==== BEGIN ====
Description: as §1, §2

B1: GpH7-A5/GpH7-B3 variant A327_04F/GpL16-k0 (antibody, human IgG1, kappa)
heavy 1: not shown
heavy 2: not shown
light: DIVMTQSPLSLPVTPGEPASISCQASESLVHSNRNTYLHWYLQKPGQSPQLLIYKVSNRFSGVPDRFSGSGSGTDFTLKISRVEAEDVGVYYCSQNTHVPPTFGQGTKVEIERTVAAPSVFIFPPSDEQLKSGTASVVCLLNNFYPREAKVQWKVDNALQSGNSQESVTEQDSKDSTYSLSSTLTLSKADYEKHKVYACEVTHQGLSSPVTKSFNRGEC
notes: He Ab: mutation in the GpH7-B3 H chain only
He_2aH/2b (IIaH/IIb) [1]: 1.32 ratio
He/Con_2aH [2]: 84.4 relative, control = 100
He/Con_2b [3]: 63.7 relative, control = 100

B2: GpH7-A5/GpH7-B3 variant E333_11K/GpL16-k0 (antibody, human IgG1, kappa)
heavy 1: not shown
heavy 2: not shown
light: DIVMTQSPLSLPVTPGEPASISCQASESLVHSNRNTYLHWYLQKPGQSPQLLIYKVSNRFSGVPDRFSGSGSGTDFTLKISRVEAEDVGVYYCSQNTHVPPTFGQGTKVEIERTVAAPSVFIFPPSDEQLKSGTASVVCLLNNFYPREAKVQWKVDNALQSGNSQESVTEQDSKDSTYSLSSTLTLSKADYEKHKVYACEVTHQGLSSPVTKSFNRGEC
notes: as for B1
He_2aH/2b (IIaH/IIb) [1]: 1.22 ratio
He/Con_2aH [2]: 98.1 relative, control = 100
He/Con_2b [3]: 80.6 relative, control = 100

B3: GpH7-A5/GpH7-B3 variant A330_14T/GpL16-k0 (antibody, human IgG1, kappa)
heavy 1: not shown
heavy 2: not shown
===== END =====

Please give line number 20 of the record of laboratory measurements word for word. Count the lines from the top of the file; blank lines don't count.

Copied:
heavy 2: not shown